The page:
Nursing Economic$

Nursing is often cited the most trusted profession, even above doctors. I believe that this is due, at least in part, to the fact that we are not paid by the amount of care provided nor do we command enviable salaries. Traditionally, we are advocates for the individual patient regardless of age, socioeconomic status, etc. But with such great trust comes great responsibility. Whether or not we deserve this as nurses depends in large part on our education and motivation. Unfortunately, both are at greater risk than ever now as educational, legal, and cultural influences are undermining a profession of caring.

Recently, I had a startling glimpse into the possible future nightmare facing both healthcare and nursing when I read “How Can We Afford to Die?” the May-June 2012 issue of Nursing Economic$. (No, the “$” is not a typo but evidently a mindset.)

This influential nursing journal, written by nurse educators and others in health care policy positions, devoted the whole issue to death, dying, and cost containment. The agenda quickly became clear as the costs at the end of life were endlessly cited, but concerns about potential abuses were dismissed and conscience rights were not even mentioned in the six articles I read.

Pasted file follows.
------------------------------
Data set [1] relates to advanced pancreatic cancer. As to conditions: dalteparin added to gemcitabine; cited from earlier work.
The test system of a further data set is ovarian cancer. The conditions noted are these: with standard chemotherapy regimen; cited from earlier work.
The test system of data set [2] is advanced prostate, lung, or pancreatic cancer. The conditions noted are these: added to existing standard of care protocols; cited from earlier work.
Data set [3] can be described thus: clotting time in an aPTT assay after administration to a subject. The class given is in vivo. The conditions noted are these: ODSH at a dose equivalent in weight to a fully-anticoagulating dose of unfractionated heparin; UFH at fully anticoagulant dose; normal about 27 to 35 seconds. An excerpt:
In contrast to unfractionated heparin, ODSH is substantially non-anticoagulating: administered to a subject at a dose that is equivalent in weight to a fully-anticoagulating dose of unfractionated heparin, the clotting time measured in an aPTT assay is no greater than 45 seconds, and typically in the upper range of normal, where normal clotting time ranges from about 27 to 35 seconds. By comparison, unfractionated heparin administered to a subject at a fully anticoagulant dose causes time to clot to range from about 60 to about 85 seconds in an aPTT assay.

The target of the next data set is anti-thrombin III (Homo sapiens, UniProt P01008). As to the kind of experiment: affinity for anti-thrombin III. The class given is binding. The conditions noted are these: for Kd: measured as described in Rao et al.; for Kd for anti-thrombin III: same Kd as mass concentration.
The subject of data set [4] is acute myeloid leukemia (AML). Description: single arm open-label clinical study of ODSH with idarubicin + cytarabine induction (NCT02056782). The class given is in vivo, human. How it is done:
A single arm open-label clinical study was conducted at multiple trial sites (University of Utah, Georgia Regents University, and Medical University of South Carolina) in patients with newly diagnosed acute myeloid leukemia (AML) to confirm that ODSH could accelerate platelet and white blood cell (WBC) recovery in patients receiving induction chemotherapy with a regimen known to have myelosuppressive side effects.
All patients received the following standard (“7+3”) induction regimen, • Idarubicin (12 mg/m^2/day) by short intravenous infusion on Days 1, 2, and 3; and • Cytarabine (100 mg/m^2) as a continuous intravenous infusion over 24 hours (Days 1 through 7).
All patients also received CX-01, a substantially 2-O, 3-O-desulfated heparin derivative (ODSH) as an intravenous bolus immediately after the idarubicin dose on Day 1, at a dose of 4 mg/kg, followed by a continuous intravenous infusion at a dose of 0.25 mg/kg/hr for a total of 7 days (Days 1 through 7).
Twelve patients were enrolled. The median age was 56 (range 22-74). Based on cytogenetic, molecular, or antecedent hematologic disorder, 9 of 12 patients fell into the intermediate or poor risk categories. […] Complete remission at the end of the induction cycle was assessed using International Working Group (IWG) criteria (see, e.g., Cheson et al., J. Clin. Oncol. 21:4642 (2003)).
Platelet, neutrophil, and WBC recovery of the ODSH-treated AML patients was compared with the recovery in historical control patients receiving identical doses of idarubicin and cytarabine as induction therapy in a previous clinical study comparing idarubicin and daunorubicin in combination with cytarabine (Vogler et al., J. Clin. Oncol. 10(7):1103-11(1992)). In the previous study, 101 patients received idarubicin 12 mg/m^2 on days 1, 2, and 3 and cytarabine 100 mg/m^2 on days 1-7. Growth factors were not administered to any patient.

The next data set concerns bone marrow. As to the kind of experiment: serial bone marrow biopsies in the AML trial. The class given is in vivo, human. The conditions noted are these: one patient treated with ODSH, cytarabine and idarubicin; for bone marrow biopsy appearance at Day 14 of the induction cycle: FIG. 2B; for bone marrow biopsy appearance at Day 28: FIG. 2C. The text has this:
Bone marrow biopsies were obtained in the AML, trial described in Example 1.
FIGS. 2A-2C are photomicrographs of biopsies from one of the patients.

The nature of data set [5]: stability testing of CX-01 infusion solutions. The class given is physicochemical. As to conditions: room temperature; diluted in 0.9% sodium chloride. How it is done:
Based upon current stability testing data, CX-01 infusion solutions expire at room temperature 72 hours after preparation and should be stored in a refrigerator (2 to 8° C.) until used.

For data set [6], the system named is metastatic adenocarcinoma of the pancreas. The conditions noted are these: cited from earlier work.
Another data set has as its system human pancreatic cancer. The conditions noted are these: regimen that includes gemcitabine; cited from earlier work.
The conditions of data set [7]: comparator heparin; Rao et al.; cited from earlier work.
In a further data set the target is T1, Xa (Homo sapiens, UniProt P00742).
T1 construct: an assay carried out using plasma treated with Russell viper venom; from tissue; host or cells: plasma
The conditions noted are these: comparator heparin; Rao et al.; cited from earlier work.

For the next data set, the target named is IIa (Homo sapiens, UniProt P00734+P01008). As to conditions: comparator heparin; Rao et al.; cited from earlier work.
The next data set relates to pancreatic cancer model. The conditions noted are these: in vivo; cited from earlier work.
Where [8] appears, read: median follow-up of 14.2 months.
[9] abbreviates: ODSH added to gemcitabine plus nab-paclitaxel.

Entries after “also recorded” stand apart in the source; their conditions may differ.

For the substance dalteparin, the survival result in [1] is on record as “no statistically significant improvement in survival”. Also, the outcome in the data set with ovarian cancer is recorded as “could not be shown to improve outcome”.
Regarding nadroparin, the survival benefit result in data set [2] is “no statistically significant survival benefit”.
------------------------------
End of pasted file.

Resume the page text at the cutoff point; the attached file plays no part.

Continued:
Note these quotes from an articled titled “End of Life Care in the United States: Current Reality and Future Promise”: “Health care professionals have an ethical responsibility to assist patients to achieve the care and life they want for their last days, and in many cases that may involve assisting them to die with dignity in a surrounding of their choice, and embraced by those they have loved for a life-time” (emphasis added); and from the conclusion “Simply put, we can begin to control the cost of end-of-life care and afford to die with dignity if we act today” (emphasis added).1

In another article titled “Quality in Life and Death: Can We Have the Conversations?”, Deborah B. Gardner PhD, RN enthusiastically cites polls purporting to show overwhelming public support for physician-assisted suicide and euthanasia, while apparently bemoaning a poll showing a majority of physicians against this. She dismisses the idea of a “slippery slope” with legalized euthanasia but ironically states that “To offer assisted dying effectively, it must be integrated into the practice of medicine” (emphasis added). Also disturbing in light of the Supreme Court decision, she also states that “As nurses, we participate in providing social justice through the delivery of health care” (emphasis added).2

In the editorial for this issue of Nursing Economic$, Donna M. Nickitas, PhD, RN says that “Nurses are well positioned to advocate for death with dignity” and unapologetically even advocates for “punitive reimbursement policies for excessive end-of-life treatments that only prolong life.”3 If enacted, such penalties will certainly intimidate many doctors regarding how aggressively to treat you if you are terminally ill, elderly, critically or chronically ill, or even potentially disabled.